• Display empathy, understanding and openness while speaking the truth in love.
  • The resolve stage:
    • Persistence has now led to resolve that doing Christian work and leading groups is where it’s at.
    • They’ve been through the battle which enhances your camaraderie with them.
    • Deepen your relationship with them. Prepare them for the day they will coach new leaders.
  • The reward stage:
    • “Coaching your own leader to successfully give birth to a new cell group is one of the greatest joys on earth.” (116)
    • Coach the leader to let their apprentice guide the group in preparation for multiplication.

Chapter 11: Coaching Meetings

Coaches should use a mixture of one-on-one and group coaching.

“In one-on-one meetings: care and develop;
in huddles: lead and model;
when visiting groups: affirm and observe.” (117)

“The single most important thing a coach can do is maintain regular contact with his group leaders whether by phone or face-to-face.” (118) Include prayer in these interactions.

One-on-one coaching:

  • How often? At least once per month while being in touch weekly by phone.
  • Start by asking Q’s re. their personal and spiritual life. Listen, encourage, and demonstrate care and concern.
  • Then develop plans and strategize in areas where they need help (e.g. evangelism).
  • When the need arises, speak the truth in love.
  • Pray with them re. needs that came up in your conversation.

Group Huddles

  • What is it? Pulling together group leaders that you coach for training and encouragement.
  • How often? At least once per month. If huddles are too infrequent, you’ll lose coaching influence and ministry impact.
  • Why? Cell leaders feed off of and benefit from hearing the experiences of fellow leaders.
  • Where should it meet? Anywhere is fine.
  • When? Group huddles before and after other meetings will save time.
  • Other formats: Consider super-huddles – several coaches pulling their group networks together for a larger meeting (>> like a sphere-based Servant Team meeting).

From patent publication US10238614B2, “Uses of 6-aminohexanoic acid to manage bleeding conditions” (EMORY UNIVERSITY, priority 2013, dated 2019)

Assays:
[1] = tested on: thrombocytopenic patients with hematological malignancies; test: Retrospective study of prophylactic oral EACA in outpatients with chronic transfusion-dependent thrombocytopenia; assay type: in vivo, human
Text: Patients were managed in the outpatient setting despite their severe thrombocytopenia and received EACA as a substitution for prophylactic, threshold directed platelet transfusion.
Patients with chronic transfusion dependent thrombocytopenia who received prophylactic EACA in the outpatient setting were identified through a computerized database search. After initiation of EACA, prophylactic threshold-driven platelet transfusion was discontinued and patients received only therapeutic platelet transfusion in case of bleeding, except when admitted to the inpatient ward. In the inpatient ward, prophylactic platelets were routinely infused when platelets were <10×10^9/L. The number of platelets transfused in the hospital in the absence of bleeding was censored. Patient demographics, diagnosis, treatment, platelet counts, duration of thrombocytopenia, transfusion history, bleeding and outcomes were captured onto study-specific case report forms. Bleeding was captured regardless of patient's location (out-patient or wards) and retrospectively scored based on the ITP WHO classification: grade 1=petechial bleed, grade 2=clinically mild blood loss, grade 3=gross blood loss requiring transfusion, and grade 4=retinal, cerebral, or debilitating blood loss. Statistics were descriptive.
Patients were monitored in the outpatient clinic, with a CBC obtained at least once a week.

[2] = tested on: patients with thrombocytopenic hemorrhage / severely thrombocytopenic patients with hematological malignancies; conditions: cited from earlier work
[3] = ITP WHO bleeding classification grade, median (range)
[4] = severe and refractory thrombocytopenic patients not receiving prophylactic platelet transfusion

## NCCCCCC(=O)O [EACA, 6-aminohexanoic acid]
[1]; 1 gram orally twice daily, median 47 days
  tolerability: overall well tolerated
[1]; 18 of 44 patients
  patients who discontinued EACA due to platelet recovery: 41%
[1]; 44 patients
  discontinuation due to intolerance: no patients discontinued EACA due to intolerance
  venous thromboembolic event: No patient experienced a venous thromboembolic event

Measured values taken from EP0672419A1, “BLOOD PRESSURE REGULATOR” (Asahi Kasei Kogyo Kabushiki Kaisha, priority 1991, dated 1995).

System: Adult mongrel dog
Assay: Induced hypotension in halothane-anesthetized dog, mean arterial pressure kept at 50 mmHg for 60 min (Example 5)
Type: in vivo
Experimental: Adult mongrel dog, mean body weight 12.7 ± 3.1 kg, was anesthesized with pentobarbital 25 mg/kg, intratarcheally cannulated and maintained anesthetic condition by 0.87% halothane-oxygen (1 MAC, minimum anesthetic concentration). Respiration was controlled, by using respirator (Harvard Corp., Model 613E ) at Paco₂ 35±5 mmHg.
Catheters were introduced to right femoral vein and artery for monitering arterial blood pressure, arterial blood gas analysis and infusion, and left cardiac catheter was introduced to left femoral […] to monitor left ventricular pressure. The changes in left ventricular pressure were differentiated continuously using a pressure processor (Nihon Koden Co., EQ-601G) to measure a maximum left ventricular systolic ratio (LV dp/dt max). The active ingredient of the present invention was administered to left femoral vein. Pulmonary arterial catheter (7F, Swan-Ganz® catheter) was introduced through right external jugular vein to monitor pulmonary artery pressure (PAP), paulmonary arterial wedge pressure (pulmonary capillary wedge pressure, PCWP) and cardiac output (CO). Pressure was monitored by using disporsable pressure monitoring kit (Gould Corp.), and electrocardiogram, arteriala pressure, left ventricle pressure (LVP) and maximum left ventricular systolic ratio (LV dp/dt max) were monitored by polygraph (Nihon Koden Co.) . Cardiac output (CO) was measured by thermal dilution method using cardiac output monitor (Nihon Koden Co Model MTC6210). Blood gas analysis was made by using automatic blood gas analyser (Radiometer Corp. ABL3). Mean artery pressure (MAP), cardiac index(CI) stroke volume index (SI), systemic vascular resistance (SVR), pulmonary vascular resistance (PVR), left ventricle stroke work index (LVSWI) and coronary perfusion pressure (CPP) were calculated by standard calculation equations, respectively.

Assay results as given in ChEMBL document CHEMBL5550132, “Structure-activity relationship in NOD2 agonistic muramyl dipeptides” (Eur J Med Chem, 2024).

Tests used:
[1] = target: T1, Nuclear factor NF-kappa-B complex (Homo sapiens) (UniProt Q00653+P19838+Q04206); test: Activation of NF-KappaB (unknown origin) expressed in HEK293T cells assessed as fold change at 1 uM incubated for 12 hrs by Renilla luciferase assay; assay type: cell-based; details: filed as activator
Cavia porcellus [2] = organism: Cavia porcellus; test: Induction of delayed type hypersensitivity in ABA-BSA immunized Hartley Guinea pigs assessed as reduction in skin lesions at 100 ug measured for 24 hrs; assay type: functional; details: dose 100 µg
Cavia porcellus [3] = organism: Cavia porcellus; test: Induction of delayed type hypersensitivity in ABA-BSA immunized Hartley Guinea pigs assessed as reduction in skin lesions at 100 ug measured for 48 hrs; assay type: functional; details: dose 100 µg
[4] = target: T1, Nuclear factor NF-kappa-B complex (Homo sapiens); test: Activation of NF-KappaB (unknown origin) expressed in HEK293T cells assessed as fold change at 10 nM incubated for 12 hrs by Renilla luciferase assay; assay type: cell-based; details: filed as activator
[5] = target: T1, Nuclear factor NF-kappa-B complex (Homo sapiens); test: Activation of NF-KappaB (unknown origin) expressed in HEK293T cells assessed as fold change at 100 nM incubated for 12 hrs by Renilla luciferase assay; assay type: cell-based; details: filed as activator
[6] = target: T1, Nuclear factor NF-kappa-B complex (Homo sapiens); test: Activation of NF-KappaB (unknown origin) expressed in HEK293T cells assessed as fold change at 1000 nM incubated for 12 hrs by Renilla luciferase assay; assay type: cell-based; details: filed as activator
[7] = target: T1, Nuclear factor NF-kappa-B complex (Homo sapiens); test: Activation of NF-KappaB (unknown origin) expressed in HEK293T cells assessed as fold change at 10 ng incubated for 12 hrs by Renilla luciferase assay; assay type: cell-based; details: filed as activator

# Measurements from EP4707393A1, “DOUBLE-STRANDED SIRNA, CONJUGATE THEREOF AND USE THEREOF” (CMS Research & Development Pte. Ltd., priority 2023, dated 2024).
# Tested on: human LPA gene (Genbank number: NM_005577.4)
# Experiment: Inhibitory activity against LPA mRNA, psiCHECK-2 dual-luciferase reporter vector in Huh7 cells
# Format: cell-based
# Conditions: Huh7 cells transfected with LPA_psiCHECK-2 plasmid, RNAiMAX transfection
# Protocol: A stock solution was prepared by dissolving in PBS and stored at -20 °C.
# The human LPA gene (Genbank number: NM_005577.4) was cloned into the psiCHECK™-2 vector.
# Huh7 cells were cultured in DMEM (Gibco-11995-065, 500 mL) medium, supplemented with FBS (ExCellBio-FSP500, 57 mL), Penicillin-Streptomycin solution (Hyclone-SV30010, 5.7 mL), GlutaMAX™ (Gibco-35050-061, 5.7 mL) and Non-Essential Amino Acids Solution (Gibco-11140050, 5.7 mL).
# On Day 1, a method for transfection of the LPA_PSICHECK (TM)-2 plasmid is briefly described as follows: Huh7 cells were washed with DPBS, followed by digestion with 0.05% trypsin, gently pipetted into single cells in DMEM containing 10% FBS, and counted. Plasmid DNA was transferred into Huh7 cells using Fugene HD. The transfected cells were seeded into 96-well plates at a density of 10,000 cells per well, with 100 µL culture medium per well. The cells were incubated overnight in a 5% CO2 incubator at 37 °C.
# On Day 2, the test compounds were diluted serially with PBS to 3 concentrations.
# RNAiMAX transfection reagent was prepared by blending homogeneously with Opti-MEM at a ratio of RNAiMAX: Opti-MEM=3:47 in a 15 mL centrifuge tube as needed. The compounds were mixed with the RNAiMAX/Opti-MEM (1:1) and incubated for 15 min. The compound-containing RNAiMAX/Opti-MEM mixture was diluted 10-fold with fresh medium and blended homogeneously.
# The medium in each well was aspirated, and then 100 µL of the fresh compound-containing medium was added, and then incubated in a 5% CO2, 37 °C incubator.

• What happens at a group huddle?
    • Start with fun fellowship and refreshments. Give them “house keeping” type info during this time.
    • Pray and worship God together.
    • Listen, encourage, and care for each person. Maybe take time out as a group to pray for a specific leader.
    • Have leaders prepare beforehand and teach them new skills and knowledge.
    • End the meeting with a visionary challenge.
    • In general, be flexible re. the agenda and responsive to the Spirit. “Great huddles demand creativity, engaging communication, and a better than average aptitude for spiritual nurture and stimulus.” – Bill Donahue 

Chapter 12: Visiting Cell Groups


The coach needs to see his/her leaders in action. “Many details of cell ministry will only come to the surface when a coach actually visits cell groups—starting and stopping time, arranging the chairs, dealing with kids in the cell, etc.” (123)

“By sitting with one session of a group I can learn more about the dynamics and health of the group and the style of the leader than a dozen verbal descriptions. I am then in a much better position to know how to help that leader when we meet.” (123)

How often?

Visit each cell under your care once per quarter and visit them more often when they are first starting.


Tell your leaders in advance that you’ll be visiting.

Pray for the leader before you go, asking the HS to bless the group and give you wisdom.

Arrive earlier than the crowd so you can visit with the leader before the meeting starts.

At the meeting:

Focus on being encouraging.

Participate and share transparently, but don’t take leadership of the meeting.

Evaluate these parts of the meeting:

  1. Welcome – what did they do to make newcomers feel at home? Did the meeting start and end on time?
  2. Worship – did the worship leader bring focus and direction?
  3. Word – did the cell leader correctly interpret the passage? Did he stay on the subject? Was he in control but not overbearing? Was everyone involved in the discussion? Were his questions effective? Did he listen to responses?
  4. Works – “did the leader share the vision of the cell group to reach out to nonbelievers?” (126)
    >> We should state publicly state the purpose of our group more often.

Other things to look at:

  • Was prayer meaningful?
  • Was God at work in the meeting?
  • How well did the group members relate to each other?
  • What produced life change?
  • What is the relationship between the leader and the group members?
  • Is birthing a part of the groups’ strategy? How is this strategy being carried out?


Give the leader feedback either immediately or very shortly after the meeting. Strive for a 5:1 ratio of encouragement and admonition.

Readers of this book should focus on applying the principles in this book to their specific situation.